26 December 2015
Doctor Who Christmas special "The Husbands of River Song" review
The Christmas specials of Doctor Who have always been somewhat light hearted affairs for the most part, low stake romps that are more focused on entertaining as much as possible in the space of an hour or so than they are adding anything of canonical value to the Doctor Who universe. And that's OK in my books - a Christmas special is a Christmas special, something to be enjoyed while dinner is still going down and everyone is a little bit sleepy. And from that perspective, "The Husbands of River Song" is a fine episode of Doctor Who.
Starting off on the human colony of Mendorax Dellora on Christmas Day in the year 5343, we follow The Doctor as he is mistaken for a surgeon and bought to the dying King Hydroflax in order to operate on him - where he finds out that he is more than a little familiar with Queen Hydroflax, who he knows better as River Song. After she reveals to The Doctor (and, inadvertently, King Hydroflax) that she only married her new husband for the diamond embedded in his skull, the two of them end up fleeing with King Hydroflax's head, still alive and sentient when detached from the robot body which houses it.
It's a caper in other words, an escapade, the kind of "and then..." story telling that is perfect for a lazy Christmas afternoon. "The Husbands of River Song" doesn't require any real knowledge of Doctor Who to be enjoyed beyond the fact that River and The Doctor are married and that she has never met this latest incarnation of The Doctor, and it is here where the episode gets much of it's entertainment from - it's instantly clear that Alex Kingston (who plays River Song) and Peter Capaldi have great chemistry, and seeing them on-screen together is a real treat. And I say this as someone who has never been a fan of River Song as a character - for much of her time on the show she was an unbearable, two-dimensional, sassy know-it-all, but that's been toned down significantly here and the character is all the better for it, making her feel like a real person instead of the poorly written response to claims of sexism that she felt like throughout much of the Matt Smith era of Doctor Who.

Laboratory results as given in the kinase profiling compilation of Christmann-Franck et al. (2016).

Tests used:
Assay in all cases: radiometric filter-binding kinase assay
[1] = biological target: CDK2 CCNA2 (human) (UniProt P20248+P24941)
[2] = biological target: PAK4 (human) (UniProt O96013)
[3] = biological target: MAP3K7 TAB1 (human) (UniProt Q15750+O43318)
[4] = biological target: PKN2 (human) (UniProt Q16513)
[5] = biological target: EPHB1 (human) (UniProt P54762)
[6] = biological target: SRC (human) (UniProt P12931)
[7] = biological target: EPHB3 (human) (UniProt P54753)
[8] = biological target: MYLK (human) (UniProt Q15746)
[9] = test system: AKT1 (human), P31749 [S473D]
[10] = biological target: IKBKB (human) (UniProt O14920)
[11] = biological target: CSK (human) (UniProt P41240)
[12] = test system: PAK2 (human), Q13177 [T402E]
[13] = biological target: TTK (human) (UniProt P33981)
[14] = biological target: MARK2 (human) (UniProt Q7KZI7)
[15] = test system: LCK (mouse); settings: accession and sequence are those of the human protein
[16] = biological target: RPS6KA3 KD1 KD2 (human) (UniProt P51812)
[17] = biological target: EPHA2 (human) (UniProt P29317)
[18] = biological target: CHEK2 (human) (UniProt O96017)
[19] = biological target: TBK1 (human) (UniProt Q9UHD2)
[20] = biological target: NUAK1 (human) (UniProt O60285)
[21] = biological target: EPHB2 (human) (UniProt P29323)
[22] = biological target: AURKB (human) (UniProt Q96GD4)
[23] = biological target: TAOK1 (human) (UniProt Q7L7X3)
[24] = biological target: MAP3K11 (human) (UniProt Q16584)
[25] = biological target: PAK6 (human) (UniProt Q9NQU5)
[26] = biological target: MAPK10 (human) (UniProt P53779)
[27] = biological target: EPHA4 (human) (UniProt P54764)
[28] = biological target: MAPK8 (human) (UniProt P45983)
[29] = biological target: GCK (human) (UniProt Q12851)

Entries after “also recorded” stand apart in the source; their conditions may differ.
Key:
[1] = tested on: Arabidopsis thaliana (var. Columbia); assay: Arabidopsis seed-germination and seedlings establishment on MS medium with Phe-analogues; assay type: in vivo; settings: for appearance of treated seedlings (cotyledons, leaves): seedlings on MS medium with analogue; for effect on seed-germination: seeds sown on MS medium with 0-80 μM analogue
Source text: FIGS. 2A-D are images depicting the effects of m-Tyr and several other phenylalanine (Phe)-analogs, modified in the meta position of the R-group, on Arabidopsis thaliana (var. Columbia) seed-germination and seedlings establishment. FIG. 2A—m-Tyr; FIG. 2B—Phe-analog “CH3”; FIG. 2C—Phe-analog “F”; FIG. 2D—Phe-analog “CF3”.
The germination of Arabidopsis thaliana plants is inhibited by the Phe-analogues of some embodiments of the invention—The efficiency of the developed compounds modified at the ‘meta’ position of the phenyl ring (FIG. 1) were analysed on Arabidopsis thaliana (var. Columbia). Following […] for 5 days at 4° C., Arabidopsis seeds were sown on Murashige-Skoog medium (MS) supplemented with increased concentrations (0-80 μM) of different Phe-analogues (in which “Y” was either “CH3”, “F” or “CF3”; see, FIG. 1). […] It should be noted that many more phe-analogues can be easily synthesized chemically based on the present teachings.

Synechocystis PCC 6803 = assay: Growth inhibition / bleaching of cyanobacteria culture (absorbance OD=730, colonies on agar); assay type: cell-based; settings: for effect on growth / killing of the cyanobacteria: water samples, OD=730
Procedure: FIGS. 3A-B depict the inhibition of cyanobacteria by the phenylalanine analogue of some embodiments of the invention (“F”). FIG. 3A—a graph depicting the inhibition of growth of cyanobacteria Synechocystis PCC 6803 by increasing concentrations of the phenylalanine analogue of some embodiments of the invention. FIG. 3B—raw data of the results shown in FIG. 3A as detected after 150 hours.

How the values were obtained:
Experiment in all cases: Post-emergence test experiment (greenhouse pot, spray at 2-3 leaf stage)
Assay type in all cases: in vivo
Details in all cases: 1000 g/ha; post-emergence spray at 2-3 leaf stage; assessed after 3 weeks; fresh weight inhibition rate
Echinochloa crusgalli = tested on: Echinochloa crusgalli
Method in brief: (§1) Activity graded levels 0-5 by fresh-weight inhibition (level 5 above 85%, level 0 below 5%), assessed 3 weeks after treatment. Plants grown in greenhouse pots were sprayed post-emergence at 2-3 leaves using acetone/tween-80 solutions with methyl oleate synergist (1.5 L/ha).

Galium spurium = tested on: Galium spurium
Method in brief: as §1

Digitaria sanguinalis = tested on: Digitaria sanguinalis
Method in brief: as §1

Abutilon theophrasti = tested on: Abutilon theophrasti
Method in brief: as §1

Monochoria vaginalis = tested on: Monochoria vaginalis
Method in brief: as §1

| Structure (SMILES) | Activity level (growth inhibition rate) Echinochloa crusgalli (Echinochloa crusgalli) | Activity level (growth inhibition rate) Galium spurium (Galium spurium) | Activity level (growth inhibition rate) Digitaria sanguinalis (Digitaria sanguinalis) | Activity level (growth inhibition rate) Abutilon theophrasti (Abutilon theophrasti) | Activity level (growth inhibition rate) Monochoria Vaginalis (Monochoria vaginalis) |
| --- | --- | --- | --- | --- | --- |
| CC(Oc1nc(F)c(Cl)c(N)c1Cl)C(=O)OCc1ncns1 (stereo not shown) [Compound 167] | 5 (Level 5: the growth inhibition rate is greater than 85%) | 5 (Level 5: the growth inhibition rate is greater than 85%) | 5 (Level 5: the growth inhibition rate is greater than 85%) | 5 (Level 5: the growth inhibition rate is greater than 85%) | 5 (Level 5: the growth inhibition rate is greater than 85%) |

And for an episode more focused on comedy than drama, it certainly has the right cast. Comedian Gregg Davies and Little Britain's Matt Lucas appear as King Hydroflax and Nardole, a servant of King Hydroflax, respectively, and although Matt Lucas doesn't have a huge amount to do in comparison to Gregg Davies (who is, in effect, the episodes "big bad"), he's very funny as the bumbling, somewhat clueless servant whenever he appears. Gregg Davies plays Hydroflax with the perfect amount of grandeur, self-important swagger, and is exactly as funny as you would expect after seeing him in The Inbetweeners, but surprisingly it was Capaldi who gets the biggest laugh - after a season of Doctor Who that I think it's safe to say may be one of the darkest since it's revival in 2005, Capaldi really gets the chance to show off what a warm and funny presence he can have, highlighted in a scene where he pretends to be amazed by the interior of the TARDIS just to see someone "do it right".
Fans of Doctor Who will also enjoy seeing something of a conclusion to the River Song story that we've been watching over the last few years. There is certainly a feeling of finality between The Doctor and River by the time "The Husbands of River Song" ends, and although I don't think for a second that this is the last we will see of her, I do feel that the on-going saga of her relationship with The Doctor can be put to rest now - if (when?) she does reappear, I'd like to see an acknowledgement of their history together and nothing more, freeing both characters from a relationship that, in truth, never really worked for me.
"The Husbands of River Song" isn't going to set the world on fire, and that's OK. It's just a funny, light-hearted episode that doesn't require much knowledge of Doctor Who to enjoy while at the same time rewarding those in the know, moving quick enough to keep you involved, containing enough laughs to justify the lighter tone and refusing to overstay its welcome. It is, in short, the exact thing I look for in a Christmas special of Doctor Who - and really, what more can you really ask for?